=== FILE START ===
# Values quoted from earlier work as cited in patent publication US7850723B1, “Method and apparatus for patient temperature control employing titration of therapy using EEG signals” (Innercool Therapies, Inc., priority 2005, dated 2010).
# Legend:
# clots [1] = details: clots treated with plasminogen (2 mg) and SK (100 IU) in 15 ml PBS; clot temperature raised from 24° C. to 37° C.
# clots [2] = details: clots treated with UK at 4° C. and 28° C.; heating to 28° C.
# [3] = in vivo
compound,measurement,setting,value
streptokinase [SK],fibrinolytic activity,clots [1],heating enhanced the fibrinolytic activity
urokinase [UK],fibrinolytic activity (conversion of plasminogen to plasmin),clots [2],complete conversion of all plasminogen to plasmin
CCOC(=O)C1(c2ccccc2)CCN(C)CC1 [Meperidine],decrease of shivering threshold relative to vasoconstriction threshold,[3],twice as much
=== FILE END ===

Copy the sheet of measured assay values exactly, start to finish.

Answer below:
# Values quoted from earlier work as cited in patent publication US7850723B1, “Method and apparatus for patient temperature control employing titration of therapy using EEG signals” (Innercool Therapies, Inc., priority 2005, dated 2010).
# Legend:
# clots [1] = details: clots treated with plasminogen (2 mg) and SK (100 IU) in 15 ml PBS; clot temperature raised from 24° C. to 37° C.
# clots [2] = details: clots treated with UK at 4° C. and 28° C.; heating to 28° C.
# [3] = in vivo
compound,measurement,setting,value
streptokinase [SK],fibrinolytic activity,clots [1],heating enhanced the fibrinolytic activity
urokinase [UK],fibrinolytic activity (conversion of plasminogen to plasmin),clots [2],complete conversion of all plasminogen to plasmin
CCOC(=O)C1(c2ccccc2)CCN(C)CC1 [Meperidine],decrease of shivering threshold relative to vasoconstriction threshold,[3],twice as much